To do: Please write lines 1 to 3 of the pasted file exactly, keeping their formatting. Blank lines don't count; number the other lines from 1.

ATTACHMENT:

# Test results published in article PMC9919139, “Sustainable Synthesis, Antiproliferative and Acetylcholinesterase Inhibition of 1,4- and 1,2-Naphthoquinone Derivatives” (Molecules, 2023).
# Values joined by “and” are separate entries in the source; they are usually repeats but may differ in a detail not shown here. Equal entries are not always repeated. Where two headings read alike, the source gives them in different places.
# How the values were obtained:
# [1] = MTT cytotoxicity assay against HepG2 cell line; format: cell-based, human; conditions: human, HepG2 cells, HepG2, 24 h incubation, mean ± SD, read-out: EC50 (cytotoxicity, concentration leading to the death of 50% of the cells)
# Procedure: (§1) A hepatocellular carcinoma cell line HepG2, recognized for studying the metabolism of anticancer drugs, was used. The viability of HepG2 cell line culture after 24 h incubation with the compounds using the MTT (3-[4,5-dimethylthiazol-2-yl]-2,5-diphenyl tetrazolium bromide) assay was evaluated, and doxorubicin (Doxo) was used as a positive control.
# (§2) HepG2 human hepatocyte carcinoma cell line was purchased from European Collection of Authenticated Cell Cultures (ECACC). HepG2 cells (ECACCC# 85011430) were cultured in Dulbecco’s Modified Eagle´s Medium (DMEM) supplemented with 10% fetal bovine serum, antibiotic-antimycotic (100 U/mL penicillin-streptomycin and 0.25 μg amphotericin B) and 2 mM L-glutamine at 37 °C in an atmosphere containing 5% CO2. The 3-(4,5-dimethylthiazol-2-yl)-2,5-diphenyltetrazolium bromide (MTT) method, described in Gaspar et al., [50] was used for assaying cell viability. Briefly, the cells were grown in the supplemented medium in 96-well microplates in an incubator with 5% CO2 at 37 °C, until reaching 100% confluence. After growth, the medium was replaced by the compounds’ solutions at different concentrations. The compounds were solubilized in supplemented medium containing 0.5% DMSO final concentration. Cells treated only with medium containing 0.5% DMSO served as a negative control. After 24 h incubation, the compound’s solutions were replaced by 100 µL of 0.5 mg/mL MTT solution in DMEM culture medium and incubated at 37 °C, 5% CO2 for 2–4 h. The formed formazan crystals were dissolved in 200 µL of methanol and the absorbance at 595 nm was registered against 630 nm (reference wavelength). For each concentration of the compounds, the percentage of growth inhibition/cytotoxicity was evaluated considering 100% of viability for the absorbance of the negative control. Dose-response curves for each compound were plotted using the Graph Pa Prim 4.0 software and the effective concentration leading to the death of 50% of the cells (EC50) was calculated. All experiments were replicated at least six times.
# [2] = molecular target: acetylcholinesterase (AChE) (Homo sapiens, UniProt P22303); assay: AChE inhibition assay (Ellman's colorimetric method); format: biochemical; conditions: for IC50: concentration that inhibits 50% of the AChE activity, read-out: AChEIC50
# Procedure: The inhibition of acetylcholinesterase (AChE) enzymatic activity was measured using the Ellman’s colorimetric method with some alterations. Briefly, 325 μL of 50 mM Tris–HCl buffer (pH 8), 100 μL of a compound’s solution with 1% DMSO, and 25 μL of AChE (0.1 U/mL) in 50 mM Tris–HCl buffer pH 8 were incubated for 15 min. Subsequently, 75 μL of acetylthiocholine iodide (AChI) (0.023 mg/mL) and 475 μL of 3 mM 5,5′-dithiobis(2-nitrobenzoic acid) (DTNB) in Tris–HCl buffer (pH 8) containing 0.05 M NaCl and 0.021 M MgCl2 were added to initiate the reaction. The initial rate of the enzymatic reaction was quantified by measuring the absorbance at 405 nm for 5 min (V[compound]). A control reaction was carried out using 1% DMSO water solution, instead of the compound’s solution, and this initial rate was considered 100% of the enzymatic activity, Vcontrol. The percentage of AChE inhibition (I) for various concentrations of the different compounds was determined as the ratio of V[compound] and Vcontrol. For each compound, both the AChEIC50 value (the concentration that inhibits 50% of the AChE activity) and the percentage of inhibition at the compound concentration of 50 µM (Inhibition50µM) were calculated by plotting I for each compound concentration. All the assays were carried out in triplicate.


# Test results published in article PMC9919139, “Sustainable Synthesis, Antiproliferative and Acetylcholinesterase Inhibition of 1,4- and 1,2-Naphthoquinone Derivatives” (Molecules, 2023).
# Values joined by “and” are separate entries in the source; they are usually repeats but may differ in a detail not shown here. Equal entries are not always repeated. Where two headings read alike, the source gives them in different places.
# How the values were obtained: